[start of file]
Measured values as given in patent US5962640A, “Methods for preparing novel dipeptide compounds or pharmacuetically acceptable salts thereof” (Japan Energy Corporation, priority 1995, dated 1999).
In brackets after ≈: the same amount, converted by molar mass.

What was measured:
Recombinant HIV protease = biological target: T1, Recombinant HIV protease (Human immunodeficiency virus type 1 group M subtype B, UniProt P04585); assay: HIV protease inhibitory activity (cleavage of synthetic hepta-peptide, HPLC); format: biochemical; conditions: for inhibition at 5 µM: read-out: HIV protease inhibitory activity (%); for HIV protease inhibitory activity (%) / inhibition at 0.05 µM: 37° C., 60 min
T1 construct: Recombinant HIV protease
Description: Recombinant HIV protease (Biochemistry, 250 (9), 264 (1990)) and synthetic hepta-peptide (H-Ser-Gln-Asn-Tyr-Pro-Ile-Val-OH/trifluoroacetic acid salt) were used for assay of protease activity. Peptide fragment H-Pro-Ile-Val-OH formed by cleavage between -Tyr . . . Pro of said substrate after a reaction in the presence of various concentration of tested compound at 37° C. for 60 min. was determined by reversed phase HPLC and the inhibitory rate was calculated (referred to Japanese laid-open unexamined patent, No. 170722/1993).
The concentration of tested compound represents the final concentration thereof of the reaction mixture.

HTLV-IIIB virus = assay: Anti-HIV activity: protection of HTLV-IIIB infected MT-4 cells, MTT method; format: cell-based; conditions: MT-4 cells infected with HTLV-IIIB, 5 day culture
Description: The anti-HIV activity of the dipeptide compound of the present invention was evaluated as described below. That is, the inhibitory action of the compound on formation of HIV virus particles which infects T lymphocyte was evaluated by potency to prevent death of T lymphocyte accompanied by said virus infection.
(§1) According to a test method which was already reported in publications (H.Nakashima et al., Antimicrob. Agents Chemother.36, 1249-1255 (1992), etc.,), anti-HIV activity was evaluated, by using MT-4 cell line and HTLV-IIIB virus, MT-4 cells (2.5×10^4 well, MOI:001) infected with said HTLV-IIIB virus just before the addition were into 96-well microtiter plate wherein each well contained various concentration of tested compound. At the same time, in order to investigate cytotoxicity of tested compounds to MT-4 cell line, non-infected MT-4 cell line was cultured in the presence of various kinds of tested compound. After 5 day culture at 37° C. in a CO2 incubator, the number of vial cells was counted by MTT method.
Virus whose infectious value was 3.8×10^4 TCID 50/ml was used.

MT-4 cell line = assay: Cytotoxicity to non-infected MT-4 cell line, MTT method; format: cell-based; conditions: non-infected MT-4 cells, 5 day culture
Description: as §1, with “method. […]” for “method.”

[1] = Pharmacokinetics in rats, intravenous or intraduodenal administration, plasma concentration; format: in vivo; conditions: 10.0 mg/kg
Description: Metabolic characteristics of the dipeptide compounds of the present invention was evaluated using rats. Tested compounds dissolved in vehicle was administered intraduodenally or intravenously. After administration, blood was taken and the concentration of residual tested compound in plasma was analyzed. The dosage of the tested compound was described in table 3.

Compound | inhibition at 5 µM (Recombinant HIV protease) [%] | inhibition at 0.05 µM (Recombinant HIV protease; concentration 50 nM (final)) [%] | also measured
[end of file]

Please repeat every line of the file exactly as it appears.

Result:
Measured values as given in patent US5962640A, “Methods for preparing novel dipeptide compounds or pharmacuetically acceptable salts thereof” (Japan Energy Corporation, priority 1995, dated 1999).
In brackets after ≈: the same amount, converted by molar mass.

What was measured:
Recombinant HIV protease = biological target: T1, Recombinant HIV protease (Human immunodeficiency virus type 1 group M subtype B, UniProt P04585); assay: HIV protease inhibitory activity (cleavage of synthetic hepta-peptide, HPLC); format: biochemical; conditions: for inhibition at 5 µM: read-out: HIV protease inhibitory activity (%); for HIV protease inhibitory activity (%) / inhibition at 0.05 µM: 37° C., 60 min
T1 construct: Recombinant HIV protease
Description: Recombinant HIV protease (Biochemistry, 250 (9), 264 (1990)) and synthetic hepta-peptide (H-Ser-Gln-Asn-Tyr-Pro-Ile-Val-OH/trifluoroacetic acid salt) were used for assay of protease activity. Peptide fragment H-Pro-Ile-Val-OH formed by cleavage between -Tyr . . . Pro of said substrate after a reaction in the presence of various concentration of tested compound at 37° C. for 60 min. was determined by reversed phase HPLC and the inhibitory rate was calculated (referred to Japanese laid-open unexamined patent, No. 170722/1993).
The concentration of tested compound represents the final concentration thereof of the reaction mixture.

HTLV-IIIB virus = assay: Anti-HIV activity: protection of HTLV-IIIB infected MT-4 cells, MTT method; format: cell-based; conditions: MT-4 cells infected with HTLV-IIIB, 5 day culture
Description: The anti-HIV activity of the dipeptide compound of the present invention was evaluated as described below. That is, the inhibitory action of the compound on formation of HIV virus particles which infects T lymphocyte was evaluated by potency to prevent death of T lymphocyte accompanied by said virus infection.
(§1) According to a test method which was already reported in publications (H.Nakashima et al., Antimicrob. Agents Chemother.36, 1249-1255 (1992), etc.,), anti-HIV activity was evaluated, by using MT-4 cell line and HTLV-IIIB virus, MT-4 cells (2.5×10^4 well, MOI:001) infected with said HTLV-IIIB virus just before the addition were into 96-well microtiter plate wherein each well contained various concentration of tested compound. At the same time, in order to investigate cytotoxicity of tested compounds to MT-4 cell line, non-infected MT-4 cell line was cultured in the presence of various kinds of tested compound. After 5 day culture at 37° C. in a CO2 incubator, the number of vial cells was counted by MTT method.
Virus whose infectious value was 3.8×10^4 TCID 50/ml was used.

MT-4 cell line = assay: Cytotoxicity to non-infected MT-4 cell line, MTT method; format: cell-based; conditions: non-infected MT-4 cells, 5 day culture
Description: as §1, with “method. […]” for “method.”

[1] = Pharmacokinetics in rats, intravenous or intraduodenal administration, plasma concentration; format: in vivo; conditions: 10.0 mg/kg
Description: Metabolic characteristics of the dipeptide compounds of the present invention was evaluated using rats. Tested compounds dissolved in vehicle was administered intraduodenally or intravenously. After administration, blood was taken and the concentration of residual tested compound in plasma was analyzed. The dosage of the tested compound was described in table 3.

Compound | inhibition at 5 µM (Recombinant HIV protease) [%] | inhibition at 0.05 µM (Recombinant HIV protease; concentration 50 nM (final)) [%] | also measured